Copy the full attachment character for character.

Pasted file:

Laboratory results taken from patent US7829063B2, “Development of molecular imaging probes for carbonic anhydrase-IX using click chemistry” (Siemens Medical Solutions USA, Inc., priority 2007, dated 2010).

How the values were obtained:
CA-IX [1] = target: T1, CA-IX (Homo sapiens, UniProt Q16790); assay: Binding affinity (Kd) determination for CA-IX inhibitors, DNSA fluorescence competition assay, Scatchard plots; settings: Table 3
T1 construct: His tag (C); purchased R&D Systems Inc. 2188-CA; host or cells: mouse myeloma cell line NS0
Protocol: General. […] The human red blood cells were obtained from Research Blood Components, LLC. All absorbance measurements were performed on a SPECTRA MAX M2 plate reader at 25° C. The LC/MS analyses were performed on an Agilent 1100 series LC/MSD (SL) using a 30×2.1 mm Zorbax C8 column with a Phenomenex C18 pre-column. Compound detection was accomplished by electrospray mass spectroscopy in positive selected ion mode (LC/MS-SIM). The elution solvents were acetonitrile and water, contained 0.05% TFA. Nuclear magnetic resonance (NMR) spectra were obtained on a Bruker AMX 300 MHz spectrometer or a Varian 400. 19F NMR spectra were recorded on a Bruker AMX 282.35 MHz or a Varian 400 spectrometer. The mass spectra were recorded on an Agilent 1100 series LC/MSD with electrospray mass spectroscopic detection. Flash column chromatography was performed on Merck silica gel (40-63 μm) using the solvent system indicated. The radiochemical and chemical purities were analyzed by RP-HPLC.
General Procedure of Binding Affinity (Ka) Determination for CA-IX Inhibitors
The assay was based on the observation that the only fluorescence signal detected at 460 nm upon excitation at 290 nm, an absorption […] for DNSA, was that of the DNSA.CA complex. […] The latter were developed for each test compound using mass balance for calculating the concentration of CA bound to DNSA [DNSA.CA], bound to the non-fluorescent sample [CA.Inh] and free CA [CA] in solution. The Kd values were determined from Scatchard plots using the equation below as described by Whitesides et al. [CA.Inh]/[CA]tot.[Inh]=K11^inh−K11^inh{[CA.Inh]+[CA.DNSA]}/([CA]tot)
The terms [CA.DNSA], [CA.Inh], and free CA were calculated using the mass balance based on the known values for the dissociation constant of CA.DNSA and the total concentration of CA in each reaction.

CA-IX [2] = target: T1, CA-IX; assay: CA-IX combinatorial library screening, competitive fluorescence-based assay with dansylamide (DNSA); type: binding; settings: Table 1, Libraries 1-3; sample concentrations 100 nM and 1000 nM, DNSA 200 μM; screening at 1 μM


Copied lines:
Laboratory results taken from patent US7829063B2, “Development of molecular imaging probes for carbonic anhydrase-IX using click chemistry” (Siemens Medical Solutions USA, Inc., priority 2007, dated 2010).

How the values were obtained:
CA-IX [1] = target: T1, CA-IX (Homo sapiens, UniProt Q16790); assay: Binding affinity (Kd) determination for CA-IX inhibitors, DNSA fluorescence competition assay, Scatchard plots; settings: Table 3
T1 construct: His tag (C); purchased R&D Systems Inc. 2188-CA; host or cells: mouse myeloma cell line NS0
Protocol: General. […] The human red blood cells were obtained from Research Blood Components, LLC. All absorbance measurements were performed on a SPECTRA MAX M2 plate reader at 25° C. The LC/MS analyses were performed on an Agilent 1100 series LC/MSD (SL) using a 30×2.1 mm Zorbax C8 column with a Phenomenex C18 pre-column. Compound detection was accomplished by electrospray mass spectroscopy in positive selected ion mode (LC/MS-SIM). The elution solvents were acetonitrile and water, contained 0.05% TFA. Nuclear magnetic resonance (NMR) spectra were obtained on a Bruker AMX 300 MHz spectrometer or a Varian 400. 19F NMR spectra were recorded on a Bruker AMX 282.35 MHz or a Varian 400 spectrometer. The mass spectra were recorded on an Agilent 1100 series LC/MSD with electrospray mass spectroscopic detection. Flash column chromatography was performed on Merck silica gel (40-63 μm) using the solvent system indicated. The radiochemical and chemical purities were analyzed by RP-HPLC.
General Procedure of Binding Affinity (Ka) Determination for CA-IX Inhibitors
The assay was based on the observation that the only fluorescence signal detected at 460 nm upon excitation at 290 nm, an absorption […] for DNSA, was that of the DNSA.CA complex. […] The latter were developed for each test compound using mass balance for calculating the concentration of CA bound to DNSA [DNSA.CA], bound to the non-fluorescent sample [CA.Inh] and free CA [CA] in solution. The Kd values were determined from Scatchard plots using the equation below as described by Whitesides et al. [CA.Inh]/[CA]tot.[Inh]=K11^inh−K11^inh{[CA.Inh]+[CA.DNSA]}/([CA]tot)
The terms [CA.DNSA], [CA.Inh], and free CA were calculated using the mass balance based on the known values for the dissociation constant of CA.DNSA and the total concentration of CA in each reaction.

CA-IX [2] = target: T1, CA-IX; assay: CA-IX combinatorial library screening, competitive fluorescence-based assay with dansylamide (DNSA); type: binding; settings: Table 1, Libraries 1-3; sample concentrations 100 nM and 1000 nM, DNSA 200 μM; screening at 1 μM